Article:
Clarke (Crilly), Margaret (1881–1961), artist and teacher, was born 29 July 1881 in Newry, Co. Down, the daughter of Patrick Crilley and his wife Mary. After working as a baller in a rope factory she initially trained, with her sister Jane, at Newry technical school, and, in 1905, went on a scholarship to Dublin, where she studied under William Orpen (qv) at the Metropolitan School of Art. Orpen considered her one of his most talented pupils. He purchased some of her work, and had her sit as a model for several of his paintings, most notably ‘The Aran islander’ and ‘The fairy ring’. In the national competition under the British board of education she won the silver and bronze medals for painting from the nude in 1911, and in 1913 she won the bronze medal for oil painting. While at college she met Harry Clarke (qv). He greatly admired her work, and spent several summers with her in the company of Séan Keating (qv) on the Aran Islands. Through Clarke she received a commission from his father, Joshua, to paint a series of Gothic busts, and in the spring of 1913 she submitted a portrait of his younger sister Dolly to the RHA. They married 31 October 1914, and had two sons and one daughter. The portrait of Dolly Clarke marked the beginning of her fifty-year association with the RHA; in the years that followed she exhibited more than sixty paintings at the academy.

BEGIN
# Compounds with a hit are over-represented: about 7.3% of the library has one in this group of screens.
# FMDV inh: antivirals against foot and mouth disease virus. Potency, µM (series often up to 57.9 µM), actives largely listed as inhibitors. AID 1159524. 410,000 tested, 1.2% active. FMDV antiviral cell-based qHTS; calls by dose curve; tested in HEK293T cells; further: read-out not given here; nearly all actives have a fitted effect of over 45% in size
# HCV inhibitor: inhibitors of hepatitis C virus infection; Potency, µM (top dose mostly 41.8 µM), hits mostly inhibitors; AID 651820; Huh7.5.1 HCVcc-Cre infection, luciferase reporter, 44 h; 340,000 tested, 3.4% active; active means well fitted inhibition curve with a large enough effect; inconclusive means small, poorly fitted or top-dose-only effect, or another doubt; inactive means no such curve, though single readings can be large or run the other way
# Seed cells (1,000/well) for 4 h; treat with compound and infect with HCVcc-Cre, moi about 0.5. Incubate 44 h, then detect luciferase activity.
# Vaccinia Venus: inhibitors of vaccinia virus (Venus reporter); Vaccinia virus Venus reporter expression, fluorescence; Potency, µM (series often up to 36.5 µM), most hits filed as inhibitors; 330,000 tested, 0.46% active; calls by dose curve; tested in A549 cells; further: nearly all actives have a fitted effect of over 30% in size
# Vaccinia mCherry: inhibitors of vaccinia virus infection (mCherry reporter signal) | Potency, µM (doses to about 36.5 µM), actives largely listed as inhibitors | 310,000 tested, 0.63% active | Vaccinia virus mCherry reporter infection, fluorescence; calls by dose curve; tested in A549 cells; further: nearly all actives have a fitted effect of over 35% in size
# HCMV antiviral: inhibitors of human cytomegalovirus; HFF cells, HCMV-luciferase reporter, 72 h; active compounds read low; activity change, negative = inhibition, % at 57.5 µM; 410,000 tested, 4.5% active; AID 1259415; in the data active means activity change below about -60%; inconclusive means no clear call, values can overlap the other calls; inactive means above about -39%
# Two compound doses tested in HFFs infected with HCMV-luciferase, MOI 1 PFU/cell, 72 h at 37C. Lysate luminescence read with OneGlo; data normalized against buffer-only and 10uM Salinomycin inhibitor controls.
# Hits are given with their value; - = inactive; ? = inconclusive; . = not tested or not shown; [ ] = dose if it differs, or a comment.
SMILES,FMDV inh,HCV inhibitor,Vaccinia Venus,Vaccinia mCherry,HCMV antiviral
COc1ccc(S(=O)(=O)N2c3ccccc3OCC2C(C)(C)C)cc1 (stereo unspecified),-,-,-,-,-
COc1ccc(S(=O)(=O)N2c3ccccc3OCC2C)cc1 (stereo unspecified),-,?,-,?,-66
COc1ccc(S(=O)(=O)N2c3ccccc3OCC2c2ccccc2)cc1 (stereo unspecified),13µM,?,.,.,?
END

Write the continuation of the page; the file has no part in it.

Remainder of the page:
By the 1920s Margaret Clarke had established herself as a successful portrait painter; her sitters included Lennox Robinson (qv), Dermod O'Brien (qv), Eamon de Valera (qv), the Rev. (later Archbishop) John C. McQuaid (qv), and Mary Macken (professor of German at UCD 1911–49). Her portraits of Joshua and Harry Clarke are in the National Gallery of Ireland; the latter was painted from photographs. She also produced many informal domestic scenes, which featured her children as models; ‘Bath time at the creche’ (c.1925) is a good example of this genre. She was elected ARHA in 1926, and RHA in 1927.
Clarke won the gold, silver, and bronze medals at the Tailteann festival in 1924, another Tailteann bronze medal in 1928, and the bronze trophy in 1932. In 1927 she contributed to the Belfast Museum and Art Gallery exhibition ‘Irish portraits by Ulster artists’, while in 1929 her work appeared alongside that of her husband, Dermod O'Brien, and Charles Lamb (qv) in the first Exhibition of Contemporary Irish Art in New York's Helen Hackett Gallery. The following year she submitted paintings to an exhibition of Irish art in Brussels. She received commissions from the Empire Marketing Board in England in 1930, and from the Haverty bequest in 1932, for which she produced ‘St. Patrick climbs Croagh Patrick’. A member of the Society of Dublin Painters, she held her first one-woman show at the Dublin Painters’ Gallery in 1939.
She was an executive committee member for the first Irish Exhibition of Living Art in 1943, and in 1958 assisted in organising the Evie Hone exhibition at UCD. She taught painting and life drawing in the Dublin School of Art and the RHA schools for many years. Following the death of her husband in 1931, she was involved in running Harry Clarke Stained Glass Ltd, in which she was later assisted by her children David Clarke and Ann Bourke. She died in Dublin 31 October 1961, and was buried in the Redford cemetery, Greystones, Co. Wicklow. Her work is represented in the collections of the National Gallery of Ireland, Dublin City Gallery (The Hugh Lane), the Crawford Gallery, the Ulster Museum, Limerick Art Gallery, and the Irish College in Rome.